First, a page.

This is a bit of a stretch

In 1996, only five years after the end of the Soviet Union – with Russia’s once-protected markets having been forcibly opened, leading to a sudden decline in living standards – a communist won 40% of the vote in Russia’s presidential elections.

The post-Soviet decline in living standards is grossly overstated. Among other things they went from a system which didn’t count economic output nor consumption to one that did. Seriously, Soviet GDP accounting was dire, even counterproductive.

But even so, blaming this on the country’s openness to trade is ridiculous.

I have to admit that I’ve never really gelled with this idea of Rodrik’s:

For Rodrik, it was “the process that has come to be called ‘globalisation’”. Since the 1980s, and especially following the collapse of the Soviet Union, lowering barriers to international trade had become the axiom of countries everywhere. Tariffs had to be slashed and regulations spiked. Trade unions, which kept wages high and made it harder to fire people, had to be crushed. Governments vied with each other to make their country more hospitable – more “competitive” – for businesses. That meant making labour cheaper and regulations looser, often in countries that had once tried their hand at socialism, or had spent years protecting “homegrown” industries with tariffs.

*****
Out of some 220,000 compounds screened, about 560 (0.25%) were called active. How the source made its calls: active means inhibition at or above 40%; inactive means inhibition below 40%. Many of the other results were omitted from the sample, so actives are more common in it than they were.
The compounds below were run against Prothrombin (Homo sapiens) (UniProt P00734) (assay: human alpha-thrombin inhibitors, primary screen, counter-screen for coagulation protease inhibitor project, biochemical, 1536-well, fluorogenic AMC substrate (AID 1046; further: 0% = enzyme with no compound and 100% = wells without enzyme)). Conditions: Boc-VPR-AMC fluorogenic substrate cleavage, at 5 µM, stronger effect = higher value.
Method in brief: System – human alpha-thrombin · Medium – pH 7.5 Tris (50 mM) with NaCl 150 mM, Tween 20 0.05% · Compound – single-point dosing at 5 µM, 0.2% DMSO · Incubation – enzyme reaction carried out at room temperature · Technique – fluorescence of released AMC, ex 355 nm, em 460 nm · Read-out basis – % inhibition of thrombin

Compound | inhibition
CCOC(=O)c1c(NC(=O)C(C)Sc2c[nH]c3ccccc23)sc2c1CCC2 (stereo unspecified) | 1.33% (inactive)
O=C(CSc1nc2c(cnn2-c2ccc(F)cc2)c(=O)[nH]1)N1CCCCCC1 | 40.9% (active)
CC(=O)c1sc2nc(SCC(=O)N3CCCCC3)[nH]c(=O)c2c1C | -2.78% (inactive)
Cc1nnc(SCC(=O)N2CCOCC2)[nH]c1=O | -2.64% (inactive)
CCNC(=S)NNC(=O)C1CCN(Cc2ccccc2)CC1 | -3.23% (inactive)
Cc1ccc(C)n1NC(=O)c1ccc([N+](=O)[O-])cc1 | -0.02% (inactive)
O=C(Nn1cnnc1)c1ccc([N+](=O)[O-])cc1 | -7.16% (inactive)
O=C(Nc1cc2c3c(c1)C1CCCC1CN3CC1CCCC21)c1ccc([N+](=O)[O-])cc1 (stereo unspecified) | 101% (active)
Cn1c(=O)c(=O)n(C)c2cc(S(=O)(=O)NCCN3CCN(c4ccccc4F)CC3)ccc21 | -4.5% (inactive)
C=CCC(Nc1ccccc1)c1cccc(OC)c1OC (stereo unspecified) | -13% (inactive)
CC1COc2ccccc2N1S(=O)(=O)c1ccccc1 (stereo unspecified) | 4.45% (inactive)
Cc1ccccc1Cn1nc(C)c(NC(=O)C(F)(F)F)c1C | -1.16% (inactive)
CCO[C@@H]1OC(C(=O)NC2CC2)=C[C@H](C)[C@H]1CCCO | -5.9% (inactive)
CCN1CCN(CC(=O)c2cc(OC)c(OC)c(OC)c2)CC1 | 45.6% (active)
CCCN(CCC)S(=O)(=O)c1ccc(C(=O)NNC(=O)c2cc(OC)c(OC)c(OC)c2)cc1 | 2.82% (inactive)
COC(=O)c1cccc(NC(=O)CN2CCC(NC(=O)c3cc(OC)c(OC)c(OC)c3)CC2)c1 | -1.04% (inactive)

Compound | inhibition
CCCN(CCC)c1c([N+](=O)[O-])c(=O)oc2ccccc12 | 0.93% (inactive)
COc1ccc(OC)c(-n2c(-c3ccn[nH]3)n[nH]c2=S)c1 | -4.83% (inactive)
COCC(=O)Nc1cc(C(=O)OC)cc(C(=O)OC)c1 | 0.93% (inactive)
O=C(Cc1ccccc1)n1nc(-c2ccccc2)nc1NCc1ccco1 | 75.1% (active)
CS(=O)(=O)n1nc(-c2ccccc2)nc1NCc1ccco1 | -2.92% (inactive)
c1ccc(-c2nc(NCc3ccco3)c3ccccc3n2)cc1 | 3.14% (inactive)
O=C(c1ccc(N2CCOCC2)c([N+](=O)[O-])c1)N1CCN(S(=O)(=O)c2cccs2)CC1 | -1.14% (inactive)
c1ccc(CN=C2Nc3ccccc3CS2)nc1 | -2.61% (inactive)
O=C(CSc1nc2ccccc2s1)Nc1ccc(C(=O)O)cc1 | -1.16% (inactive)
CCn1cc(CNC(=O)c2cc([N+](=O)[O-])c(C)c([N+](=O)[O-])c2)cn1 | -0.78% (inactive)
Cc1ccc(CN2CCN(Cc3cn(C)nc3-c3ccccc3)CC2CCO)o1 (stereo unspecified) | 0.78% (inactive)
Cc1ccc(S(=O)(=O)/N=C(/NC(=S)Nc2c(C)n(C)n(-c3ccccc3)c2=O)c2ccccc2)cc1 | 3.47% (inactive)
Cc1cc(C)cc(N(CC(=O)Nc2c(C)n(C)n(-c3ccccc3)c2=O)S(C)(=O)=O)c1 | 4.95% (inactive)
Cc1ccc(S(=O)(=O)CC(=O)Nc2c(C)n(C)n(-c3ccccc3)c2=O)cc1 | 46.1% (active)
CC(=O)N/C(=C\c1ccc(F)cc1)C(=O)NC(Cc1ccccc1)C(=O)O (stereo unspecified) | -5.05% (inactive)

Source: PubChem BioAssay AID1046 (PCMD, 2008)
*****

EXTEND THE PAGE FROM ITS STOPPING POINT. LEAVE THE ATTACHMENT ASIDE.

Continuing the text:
One reason being that globalisation was at least in part (and I would argue more than a minor part) a technological issue, not a policy one.